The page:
MEDIEVAL MONDAY: Celebrate with for this knight only

WELCOME BACK TO MEDIEVAL MONDAY. Our new theme is Celebrations. Each author in this three month exchange has selected a large excerpt from her featured book. That large excerpt is broken down into snippets that are featured each week on fellow Medieval Monday authors’ blogs.

We will begin and end the exchange with a segment featuring our own books. To Begin: Here’s For This Knight Only.

This excerpt leads up to Roark and Alyss’s wedding. To set the scene. Sir Roark has come to Chauvere Castle with word that Lady Alyss’s brother, who was killed while protecting the King Richard, had asked Roark to marry Alyss in order to protect her, Chauvere, and its people. Alyss is suspicious of Sir Roark’s claim, and he must use all the techniques he can think of to persuade her.

Here’s a reminder of what’s at stake for both Roark and Alyss.


He’ll do anything for land, even marry her; she’ll do anything for her people, except marry him.  If only either had a choice. It’s a marriage only love can save.

Sir Roark will do anything to gain land, even beguile an unwilling lady into marriage. He knows she’s much better off with a man to take control of her besieged castle, to say nothing of her desirable person. But it isn’t long before he discovers that, although her eyes sparkle like sunlight on sea waves, her stubbornness alone could have defeated Saladin.   

Lady Alyss is determined to hold her family’s castle, protect her people, and preserve her freedom— until her brother’s dying wish binds her to a stranger. Still, she’ll allow no rugged, over-confident, appealing knight to usurp her authority, even if she must wed him. Especially since he thinks a lady’s duties begin and end with directing servants. Alyss has a few surprises for her new all-too-tempting lord.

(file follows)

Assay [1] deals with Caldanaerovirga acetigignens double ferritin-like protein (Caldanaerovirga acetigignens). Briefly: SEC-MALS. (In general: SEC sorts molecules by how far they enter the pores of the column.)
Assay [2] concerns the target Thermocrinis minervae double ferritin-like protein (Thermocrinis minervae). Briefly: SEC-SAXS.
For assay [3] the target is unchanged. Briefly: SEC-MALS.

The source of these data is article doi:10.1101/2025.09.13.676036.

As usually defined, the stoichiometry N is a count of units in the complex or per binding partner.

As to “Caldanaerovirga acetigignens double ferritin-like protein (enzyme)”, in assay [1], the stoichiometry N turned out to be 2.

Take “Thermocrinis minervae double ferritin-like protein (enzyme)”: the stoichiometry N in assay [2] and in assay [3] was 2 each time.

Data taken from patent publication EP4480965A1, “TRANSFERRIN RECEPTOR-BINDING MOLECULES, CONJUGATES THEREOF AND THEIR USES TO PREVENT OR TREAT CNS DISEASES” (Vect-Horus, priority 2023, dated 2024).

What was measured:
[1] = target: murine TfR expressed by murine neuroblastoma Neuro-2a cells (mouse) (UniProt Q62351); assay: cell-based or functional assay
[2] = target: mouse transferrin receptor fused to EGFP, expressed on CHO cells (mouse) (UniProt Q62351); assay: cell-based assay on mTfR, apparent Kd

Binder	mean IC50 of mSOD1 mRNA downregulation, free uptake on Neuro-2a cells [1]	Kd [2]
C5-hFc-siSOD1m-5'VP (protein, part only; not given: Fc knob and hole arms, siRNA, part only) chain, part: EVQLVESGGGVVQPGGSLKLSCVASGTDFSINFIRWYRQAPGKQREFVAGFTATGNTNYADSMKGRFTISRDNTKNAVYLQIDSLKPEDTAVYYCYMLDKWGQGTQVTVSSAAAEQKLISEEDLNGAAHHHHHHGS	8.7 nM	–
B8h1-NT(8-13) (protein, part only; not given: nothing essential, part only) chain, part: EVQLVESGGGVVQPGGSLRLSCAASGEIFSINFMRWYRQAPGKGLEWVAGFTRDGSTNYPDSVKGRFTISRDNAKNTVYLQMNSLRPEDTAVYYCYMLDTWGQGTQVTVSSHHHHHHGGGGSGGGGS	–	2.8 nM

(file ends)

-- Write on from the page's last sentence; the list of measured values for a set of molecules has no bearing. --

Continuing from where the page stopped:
But when a common enemy threatens everything, Roark and Alyss face a startling revelation. Without love, neither land nor freedom matters.

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A few tables pushed up against the wall were being set with pitchers of ale and platters of meat pasties. The servants’ talk quieted as he walked to the center of the room and looked around. Roark spied the female who had attended Lady Alyss earlier.

 He motioned to her. “What are you called, girl?” 

“Rose,” she answered, eyes lowered.

“Well, Rose, go and tell your lady that I await her.” He turned to Father Eudo. “Are you ready?” 

The priest looked at Roark for a long moment before he nodded once.

They did not talk while they waited. Muffled sounds drifted down from the solar, then a heavy door slammed. The maid reappeared, a sly look on her face. 

“Milady said you could wait until doomsday. Sir Roark.” The courtesy title was added begrudgingly.  From somewhere among the servants came muffled laughter. Roark set his jaw and headed for the stairway. When he reached the solar, he lifted a foot and kicked open the door. 

      To see what effect his entry has on Alyss, follow next week at Laurel O’Donnell’s blog:

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